and it heads to your ‘yard to get pulled back out. Or you can just play it as a 5/5 for five mana that’ll tap and Blaze a flyer. Either way, it fits.

There are a lot of spirits that play this game nicely. He Who Hungers can sacrifice a spirit to Coercion someone, and it has soulshift for when it dies.
Meanwhile, Krovikan Horror can self-recur and brings another sacrifice outlet to the battlefield. (Check out Bloodghast as well while we are on a
self-recursion kick).

We have strong early plays, like Elder Pine of Jukai and my favorite one-drop spirit of all time, Hana Kami. If you didn’t play during Champions Block,
hopefully Modern Masters gave you a new appreciation for how strong Hana Kami can be. In a deck like this one, every creature that has soulshift can bring
back that Hana Kami, and then you can swap it for your best dead arcane spell. It’s downright sexy. (Speaking of one-drop spirits that are awesome, check
out Will-o’-the-Wisp!)

The Elder Pine leads me to some useful spiritcraft triggers. Kodama of the South Tree will pump your whole team in a mini-Overrun style. Feel free to toss
in Thief of Hope and other friends. You could add in Kami of the Waning Moon or the Kirin if you wanted (Infernal Kirin, Bounteous Kirin).

Next up are some solid spirits that really aren’t in the other categories but are useful anyway. Yes, it’s an expensive 2/1 for five mana, but Harbinger of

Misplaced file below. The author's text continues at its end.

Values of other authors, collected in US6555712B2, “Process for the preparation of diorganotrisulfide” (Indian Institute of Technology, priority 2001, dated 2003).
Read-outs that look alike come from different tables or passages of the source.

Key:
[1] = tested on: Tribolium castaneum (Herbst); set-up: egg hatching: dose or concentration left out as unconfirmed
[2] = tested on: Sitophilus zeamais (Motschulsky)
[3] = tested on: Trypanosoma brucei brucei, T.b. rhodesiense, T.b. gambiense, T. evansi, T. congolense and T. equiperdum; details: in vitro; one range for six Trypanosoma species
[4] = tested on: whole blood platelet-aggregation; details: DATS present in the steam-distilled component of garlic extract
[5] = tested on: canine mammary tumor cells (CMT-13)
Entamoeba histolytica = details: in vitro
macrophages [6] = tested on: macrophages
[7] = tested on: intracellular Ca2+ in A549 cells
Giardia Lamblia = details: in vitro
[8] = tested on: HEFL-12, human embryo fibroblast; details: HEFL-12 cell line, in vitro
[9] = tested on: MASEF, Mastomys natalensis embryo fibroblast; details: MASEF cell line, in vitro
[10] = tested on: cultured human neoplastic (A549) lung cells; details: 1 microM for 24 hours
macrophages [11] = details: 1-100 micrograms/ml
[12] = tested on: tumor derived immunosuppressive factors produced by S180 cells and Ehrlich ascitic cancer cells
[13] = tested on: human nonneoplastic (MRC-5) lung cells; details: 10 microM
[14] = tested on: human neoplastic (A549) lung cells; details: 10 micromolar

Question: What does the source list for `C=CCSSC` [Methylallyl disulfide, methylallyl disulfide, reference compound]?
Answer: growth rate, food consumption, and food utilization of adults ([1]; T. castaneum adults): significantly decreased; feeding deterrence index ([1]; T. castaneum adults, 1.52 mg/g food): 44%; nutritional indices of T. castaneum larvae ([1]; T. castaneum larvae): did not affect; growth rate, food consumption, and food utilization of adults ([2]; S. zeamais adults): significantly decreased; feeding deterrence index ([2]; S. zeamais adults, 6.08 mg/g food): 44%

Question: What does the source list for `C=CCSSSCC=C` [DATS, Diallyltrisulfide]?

Spring has protection from pretty much any creature out there. So it can block any creature or swing through virtually any defense. Plus it has soulshift,
so when it dies, you can get another dork from it. Forked-Branch Garami has the awesome double soulshift, so it’s a fun bit of card advantage.

Toss in Lifespinner to sac some spirits to fetch up a big one and drop it. (Might I suggest either Kuro, Pitlord or Spirit of the Night, based on your
board position?) From Kyoki to Graveborn Muse, there’s a lot here to recommend.

There aren’t a lot of traditional spirit lords out there. They usually do more clever things that merely pump the team. So let’s add in cards that pump the
team! Long-Forgotten Gohei is the only one we can run, so let’s make some lords with Adaptive Automaton and Obelisk of Urd. You can reduce the cost of
everyone’s spirits with Urza’s Incubator and drop yours with Belbe’s Portal.

Next up are a few adjuncts that I felt the deck could use, such as a quick indestructible trick (from Soul of New Phyrexia), some spirit making (Honden of
Life’s Web, Baku Altar), and a few cards that do important things (Bojuka Bog fights graveyards, Volrath’s Stronghold adds to your recursion, more
sacrifice outlets, etc).

Note we are not running stuff like Living Death, Pernicious Deed, and so forth. There’s no Food Chain here. This is supposed to be a fun deck. So have some
fun with it!

I hope that you enjoyed our flavorful deck. Why not give Iname and its ilk a lot of love the next time you are building that Commander deck? What are some
other cards you’d like to consider?

Appendix – Here are some other possibilities that came close to making the cut:

Jugan, the Rising Star Crypt Ghast Deity of Scars Gibbering Kami Haunted Plate Mail Nether Shadow Nether Traitor Choice of Damnations Hideous Laughter Roar of Jukai Tortured Existence